Is Having Dental Work During Pregnancy Safe?
Pregnancy and dental work questions are common for expecting moms. Preventive dental cleanings and annual exams during pregnancy are not only safe but are recommended. The rise in hormone levels during pregnancy causes the gums to swell, bleed, and trap food causing increased irritation to your gums.
Preventive dental work while pregnant is essential to avoid oral infections such as gum disease, which has been linked to preterm birth.
What about other regular dental work during pregnancy?
Dental work while pregnant, such as cavity fillings and crowns, should be treated to reduce the chance of infection. If dental work is done during pregnancy, the second trimester is ideal. Once you reach the third trimester, it may be very difficult to lie on your back for an extended period of time.
The safest course of action is to postpone all unnecessary dental work until after the birth.
However, sometimes emergency dental work, such as a root canal or tooth extraction, is necessary. Elective treatments, such as teeth whitening and other cosmetic procedures, should be postponed until after the birth. It is best to avoid this dental work while pregnant and avoid exposing the developing baby to any risks, even if they are minimal.
What about medications used in dental work during pregnancy?
Currently, there are conflicting studies about possible adverse effects on the developing baby from medications used during dental work. Lidocaine is the most commonly used drug for dental work. Lidocaine (Category B) does cross the placenta after administration.
If dental work is needed, the amount of anesthesia administered should be as little as possible, but still enough to make you comfortable. If you are experiencing pain, request additional numbing. When you are comfortable, the amount of stress on you and the baby is reduced. Also, the more comfortable you are, the easier it is for the anesthesia to work.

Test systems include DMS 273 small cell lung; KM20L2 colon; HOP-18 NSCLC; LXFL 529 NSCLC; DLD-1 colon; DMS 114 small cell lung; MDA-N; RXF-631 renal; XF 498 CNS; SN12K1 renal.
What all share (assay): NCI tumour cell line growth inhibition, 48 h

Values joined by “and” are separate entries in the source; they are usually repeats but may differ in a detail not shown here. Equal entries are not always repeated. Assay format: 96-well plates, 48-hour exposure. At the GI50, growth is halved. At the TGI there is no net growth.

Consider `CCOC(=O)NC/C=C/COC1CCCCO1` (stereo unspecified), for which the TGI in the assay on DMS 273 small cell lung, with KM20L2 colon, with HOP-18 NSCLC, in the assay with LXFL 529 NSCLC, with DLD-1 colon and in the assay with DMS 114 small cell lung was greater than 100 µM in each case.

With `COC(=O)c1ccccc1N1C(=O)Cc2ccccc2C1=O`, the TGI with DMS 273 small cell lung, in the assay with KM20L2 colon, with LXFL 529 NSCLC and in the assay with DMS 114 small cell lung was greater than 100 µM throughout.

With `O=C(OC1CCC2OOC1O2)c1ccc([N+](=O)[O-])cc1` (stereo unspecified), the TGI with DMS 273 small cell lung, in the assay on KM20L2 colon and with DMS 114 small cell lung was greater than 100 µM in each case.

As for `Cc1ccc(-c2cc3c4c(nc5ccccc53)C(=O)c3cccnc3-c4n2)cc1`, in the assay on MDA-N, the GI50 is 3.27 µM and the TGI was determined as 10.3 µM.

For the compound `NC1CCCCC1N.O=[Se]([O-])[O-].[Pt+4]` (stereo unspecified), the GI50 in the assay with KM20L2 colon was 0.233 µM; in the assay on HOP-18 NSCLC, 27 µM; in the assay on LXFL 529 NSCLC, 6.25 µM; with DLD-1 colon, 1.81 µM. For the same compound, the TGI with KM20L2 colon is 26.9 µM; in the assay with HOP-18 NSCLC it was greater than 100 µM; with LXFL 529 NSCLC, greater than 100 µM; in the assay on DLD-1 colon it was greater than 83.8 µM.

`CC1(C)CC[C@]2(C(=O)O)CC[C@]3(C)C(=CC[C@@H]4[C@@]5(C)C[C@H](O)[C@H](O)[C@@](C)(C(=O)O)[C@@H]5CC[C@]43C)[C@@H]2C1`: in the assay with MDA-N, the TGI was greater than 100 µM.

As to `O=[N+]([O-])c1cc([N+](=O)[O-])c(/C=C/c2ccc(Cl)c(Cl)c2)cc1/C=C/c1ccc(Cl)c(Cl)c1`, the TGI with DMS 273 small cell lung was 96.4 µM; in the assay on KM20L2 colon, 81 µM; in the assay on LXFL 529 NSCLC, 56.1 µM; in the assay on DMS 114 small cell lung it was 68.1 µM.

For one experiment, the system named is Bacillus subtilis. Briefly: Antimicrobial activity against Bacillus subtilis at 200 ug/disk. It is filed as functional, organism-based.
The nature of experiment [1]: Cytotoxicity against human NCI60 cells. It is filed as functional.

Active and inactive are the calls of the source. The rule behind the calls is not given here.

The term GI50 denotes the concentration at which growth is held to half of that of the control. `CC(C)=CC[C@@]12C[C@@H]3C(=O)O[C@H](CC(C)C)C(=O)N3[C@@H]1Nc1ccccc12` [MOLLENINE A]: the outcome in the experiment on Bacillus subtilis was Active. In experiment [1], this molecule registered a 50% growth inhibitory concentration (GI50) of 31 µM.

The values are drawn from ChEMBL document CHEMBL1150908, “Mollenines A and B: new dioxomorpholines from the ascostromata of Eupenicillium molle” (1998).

Dental work often requires antibiotics to prevent or treat infections. Antibiotics such as penicillin, amoxicillin, and clindamycin, which are labeled category B for safety in pregnancy, maybe prescribed after your procedure.
What about x-rays used in dental work during pregnancy?
Routine x-rays, typically taken during annual exams, can usually be postponed until after the birth. X-rays are necessary to perform many dental procedures, especially emergencies. According to the American College of Radiology, no single diagnostic x-ray has a radiation dose significant enough to cause adverse effects in a developing embryo or fetus.
According to the ADA and ACOG, having dental X-rays during your pregnancy is considered safe with appropriate shielding.
Some women may elect to avoid dental work during the first trimester knowing this is the most vulnerable time of development. However, there is no evidence suggesting harm to the baby for those electing to visit the dentist during this time frame.
Also, if non-emergency dental work is needed during the third trimester, it is usually postponed until after the birth. This is to avoid the risk of premature labor and prolonged time lying on your back.
Suggestions for addressing your pregnancy and dental work needs:
- The American Dental Association (ADA) recommends pregnant women eat a balanced diet, brush their teeth thoroughly with ADA-approved fluoride toothpaste twice a day, and floss daily.
- Have preventive exams and cleanings during your pregnancy.
- Let your dentist know you are pregnant.
- Postpone non-emergency dental work until the second trimester or after delivery, if possible.
- Elective procedures should be postponed until after the delivery.
- Maintain healthy circulation by keeping your legs uncrossed while you sit in the dentist’s chair.
- Take a pillow to help keep you and the baby more comfortable.
- Bring headphones and some favorite music.
Last updated: July 16, 2019 at 11:30 am
Compiled using information from the following sources:
1. William’s Obstetrics Twenty-Second Ed. Cunningham, F. Gary, et al, Ch. 41.
2. American College of Radiologists
3. American Dental Association
4. Planning Your Pregnancy and Birth Third Ed. The American College of Obstetricians and Gynecologists, Ch. 7.
5. American College of Obstetricians and Gynecologists
6. American Thyroid Association